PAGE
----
The United States on Wednesday sought to press its wary allies in Egypt's army leadership to bolster ties with Israel
and stick to scheduled elections later this year, even though a new set of leaders much less friendly to the US and the Jewish state may be the winners.
Ahead of a meeting between Secretary of State Hillary Clinton and Egyptian Foreign Minister Muhammed Amr, the State Department said it was encouraged by the way Egypt's
military council has defused tensions with its neighbor after protesters recently stormed the Israeli embassy in Cairo.
But State officials expressed continued concerns over the interim government's commitment to ending the emergency laws that were a mainstay of abuse during Hosni Mubarak's three-decade rule.
"It is obviously a very important time in Egypt," spokeswoman Victoria Nuland told reporters. "We have a broad and deep relationship working to support the democratic transition in Egypt that is under way."
The American demands on Egypt represent in some ways the twin set of hopes and fears for all the movements for greater democracy in the Arab world.
With Egypt, the United States is facing a precarious balancing act: It is trying to lay the foundation for renewed relations with a future government that will be more democratic if less amenable to US interests; and it is attempting to convince Egypt's leaders to salvage ties with Israel and maintain counterterrorism and diplomatic efforts that may be deemed vital for American national security, but not necessarily supported by the Egyptian people.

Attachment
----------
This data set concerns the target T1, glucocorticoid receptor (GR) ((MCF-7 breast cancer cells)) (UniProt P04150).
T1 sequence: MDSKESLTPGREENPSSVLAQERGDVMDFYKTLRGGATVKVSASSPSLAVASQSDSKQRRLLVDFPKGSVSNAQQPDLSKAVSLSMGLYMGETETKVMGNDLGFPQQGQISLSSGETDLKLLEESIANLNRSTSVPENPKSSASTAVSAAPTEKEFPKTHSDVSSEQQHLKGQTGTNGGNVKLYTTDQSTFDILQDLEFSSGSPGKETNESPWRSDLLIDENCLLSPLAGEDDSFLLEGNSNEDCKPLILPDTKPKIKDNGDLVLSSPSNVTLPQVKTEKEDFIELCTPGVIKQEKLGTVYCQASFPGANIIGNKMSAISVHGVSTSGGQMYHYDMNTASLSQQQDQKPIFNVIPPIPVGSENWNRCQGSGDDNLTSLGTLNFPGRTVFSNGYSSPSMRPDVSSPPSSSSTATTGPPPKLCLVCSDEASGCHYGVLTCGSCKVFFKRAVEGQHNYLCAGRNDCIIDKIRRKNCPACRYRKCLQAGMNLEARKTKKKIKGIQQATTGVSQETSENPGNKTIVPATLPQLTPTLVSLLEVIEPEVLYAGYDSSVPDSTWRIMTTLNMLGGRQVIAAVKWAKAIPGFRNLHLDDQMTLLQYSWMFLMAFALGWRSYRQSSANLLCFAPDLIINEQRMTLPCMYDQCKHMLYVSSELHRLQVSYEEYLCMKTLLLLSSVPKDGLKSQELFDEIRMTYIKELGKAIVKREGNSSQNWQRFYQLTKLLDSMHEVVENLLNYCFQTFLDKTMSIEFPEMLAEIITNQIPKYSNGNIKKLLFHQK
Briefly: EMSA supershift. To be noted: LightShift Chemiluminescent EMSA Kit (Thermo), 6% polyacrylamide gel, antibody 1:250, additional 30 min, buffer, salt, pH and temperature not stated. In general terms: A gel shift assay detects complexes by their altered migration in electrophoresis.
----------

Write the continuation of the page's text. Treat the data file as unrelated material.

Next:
The fraying of relations with Israel has especially concerned the United States, which has been lobbying much of the world in recent weeks against a Palestinian bid for UN membership.
Egypt, which under Mubarak often played a key mediation role between the two sides, has come out determinedly for the Palestinian bid over fierce Israeli opposition.
And with elections around the corner, Washington's challenge is only likely to get more difficult. At stake is American influence in a crucial geopolitical space linking North Africa to the Arabian Peninsula. Also in question is how the US projects power in a part of the world where al-Qaeda
and other Islamist extremists still pose a threat to the United States, and where the six-decade Israeli-Palestinian conflict continues to hamper American relations with Arab countries
While any new government would likely honor the 1979 peace agreement with
Israel, the result may be one closer to cold peace than regional partnership. Neither the remnants of the old regime nor youth-driven secular groups are keen to assume the banner of Mubarak's unpopular legacy or ignore the voices on the streets which mobilized so forcefully against Mubarak.
Similarly, the US can't push too hard right now against the fragile military council guiding the transition. For all its failings, the administration sees it as the best hope for a stable transition.
A collapse in the reform process or a retrenchment away from free and fair elections, and toward a military junta, would provide a devastating example for a Middle East that is still largely in revolt.
Meanwhile, Egyptian Foreign Minister Mohamed Kamel Amr said Wednesday that Israel and the Palestinians should resume talks with clear terms of reference and clear timeline.
He added that the settlements "continue to be an impediment" to peace.
AP and Reuters contributed to this report